To understand knowledge of the ECCC better, all respondents were asked several questions about their factual knowledge of the Court. In general, responses show an overall good knowledge and an improvement on the 2008 results. For instance, in 2008 only about half of respondents (53%) appropriately described the ECCC as a mixed tribunal and in 2010, this proportion increased to two-thirds (67%).
However, many facts about the Court remain unknown. The questionnaire asked if respondents could accurately state how many people had been arrested and were awaiting trial at the ECCC at the time of the survey. Nationally, just 11% of adult Cambodians correctly identified the number of people arrested and 11% correctly named them. More than half (54%) knew that Duch was on trial, leaving 46% either not knowing or mistaken about who was on trial. Most important, knowledge about the ECCC among those who did not live under the Khmer Rouge regime was significantly lower compared to those who did. In 2010, just 3% of those who did not live under the Khmer Rouge regime were able to identify correctly the individuals that had been arrested to stand trial, compared to 14% of those who lived under the Khmer Rouge regime.
Despite the wide coverage of the Duch trial in the media, the responses indicate general confusion both in the media and among the population about Duch’s jail sentence. That verdict is currently being appealed, which may explain some of the uncertainty. Nevertheless, just 12% of the population was able to state accurately for how many years the Trial Chamber sentenced Duch to prison, and 11% could accurately state how many years he will spend in prison. The majority either did not know or provided inaccurate responses to either or both of these questions. Furthermore, 91% of the respondents did not know that the verdict was being appealed at the time of the survey.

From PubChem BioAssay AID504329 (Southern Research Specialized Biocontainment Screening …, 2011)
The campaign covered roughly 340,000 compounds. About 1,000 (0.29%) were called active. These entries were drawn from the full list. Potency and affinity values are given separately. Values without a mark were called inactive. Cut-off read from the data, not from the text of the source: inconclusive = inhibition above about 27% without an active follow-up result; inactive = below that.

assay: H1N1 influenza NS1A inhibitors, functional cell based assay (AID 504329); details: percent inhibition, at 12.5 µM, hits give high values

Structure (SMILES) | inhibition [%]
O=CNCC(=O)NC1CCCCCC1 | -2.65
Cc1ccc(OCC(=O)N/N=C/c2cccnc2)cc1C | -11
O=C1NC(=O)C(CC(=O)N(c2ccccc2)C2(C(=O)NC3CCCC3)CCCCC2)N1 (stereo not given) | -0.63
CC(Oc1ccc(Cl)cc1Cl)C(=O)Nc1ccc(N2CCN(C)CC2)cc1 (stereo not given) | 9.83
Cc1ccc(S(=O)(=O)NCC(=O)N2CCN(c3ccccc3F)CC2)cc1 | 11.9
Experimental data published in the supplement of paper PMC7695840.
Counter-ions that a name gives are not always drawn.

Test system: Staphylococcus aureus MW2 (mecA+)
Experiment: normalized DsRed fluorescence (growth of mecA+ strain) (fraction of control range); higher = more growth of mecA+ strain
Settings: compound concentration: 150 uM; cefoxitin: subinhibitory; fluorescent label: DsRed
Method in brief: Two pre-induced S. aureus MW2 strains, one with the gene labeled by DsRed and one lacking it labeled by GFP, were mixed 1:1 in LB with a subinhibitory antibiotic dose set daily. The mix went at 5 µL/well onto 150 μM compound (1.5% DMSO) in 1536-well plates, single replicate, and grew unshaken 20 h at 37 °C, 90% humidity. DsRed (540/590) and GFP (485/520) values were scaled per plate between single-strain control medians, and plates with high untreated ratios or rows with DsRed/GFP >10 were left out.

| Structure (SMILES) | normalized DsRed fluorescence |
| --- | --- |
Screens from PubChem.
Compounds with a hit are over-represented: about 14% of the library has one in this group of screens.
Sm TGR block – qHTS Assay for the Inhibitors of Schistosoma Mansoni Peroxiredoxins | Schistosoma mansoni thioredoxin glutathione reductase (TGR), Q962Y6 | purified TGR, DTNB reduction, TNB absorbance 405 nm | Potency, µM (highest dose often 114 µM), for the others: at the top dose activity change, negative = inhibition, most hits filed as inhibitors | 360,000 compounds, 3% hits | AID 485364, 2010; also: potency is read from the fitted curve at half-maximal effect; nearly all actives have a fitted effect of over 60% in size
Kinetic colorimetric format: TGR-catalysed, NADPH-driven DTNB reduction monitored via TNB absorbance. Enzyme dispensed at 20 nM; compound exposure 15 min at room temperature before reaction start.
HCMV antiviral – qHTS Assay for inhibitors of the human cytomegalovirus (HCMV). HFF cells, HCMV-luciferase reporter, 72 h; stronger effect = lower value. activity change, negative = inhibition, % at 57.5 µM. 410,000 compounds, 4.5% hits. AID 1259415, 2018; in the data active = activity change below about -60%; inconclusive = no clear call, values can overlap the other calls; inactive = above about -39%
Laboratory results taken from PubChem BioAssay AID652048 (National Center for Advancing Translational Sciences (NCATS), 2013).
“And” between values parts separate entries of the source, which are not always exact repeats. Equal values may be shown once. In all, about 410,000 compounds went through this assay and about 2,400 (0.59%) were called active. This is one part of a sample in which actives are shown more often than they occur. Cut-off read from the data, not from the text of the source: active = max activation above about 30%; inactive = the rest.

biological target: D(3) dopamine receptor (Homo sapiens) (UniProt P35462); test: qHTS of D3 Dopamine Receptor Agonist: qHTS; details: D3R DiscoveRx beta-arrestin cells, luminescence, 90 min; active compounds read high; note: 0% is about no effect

See Legacy section in the Background Chapter for information about history curriculum and education project implemented recently.
 The confusion arose because of the distinction between the sentence, 35 years, and time Duch would actually serve in prison. This confusion was especially acute on the day of the verdict, see Sirik Savina and Richard Kilpatrick, “The Duch Verdict: A DC-CAM Report from the Villages”, (Cambodia: The documentation center of Cambodia, July 26 2010), available at http://www.dccam.org/Projects/Living_Doc/pdf/The_Duch_Verdict-A_DC-CAM_Report_from_the_Villages.pdf. Some newspapers announced 30 years, see for example,“Duch Trial: Khmer Rouge prison chief sentenced to 30 years in prison”, The telegraph, 26 July 2010, available at http://www.telegraph.co.uk/news/worldnews/asia/cambodia/7909799/Duch-trial-Khmer-Rouge-prison-chief-sentenced-to-30-years-in-prison.html while others said 19 years, see for example, “Khmer Rouge Prison Chef sentenced to 19 years” VOANews.com English, Voice of America, available at http://www.voanews.com/english/news/Cambodia-Verdict-2010Jul26-99215139....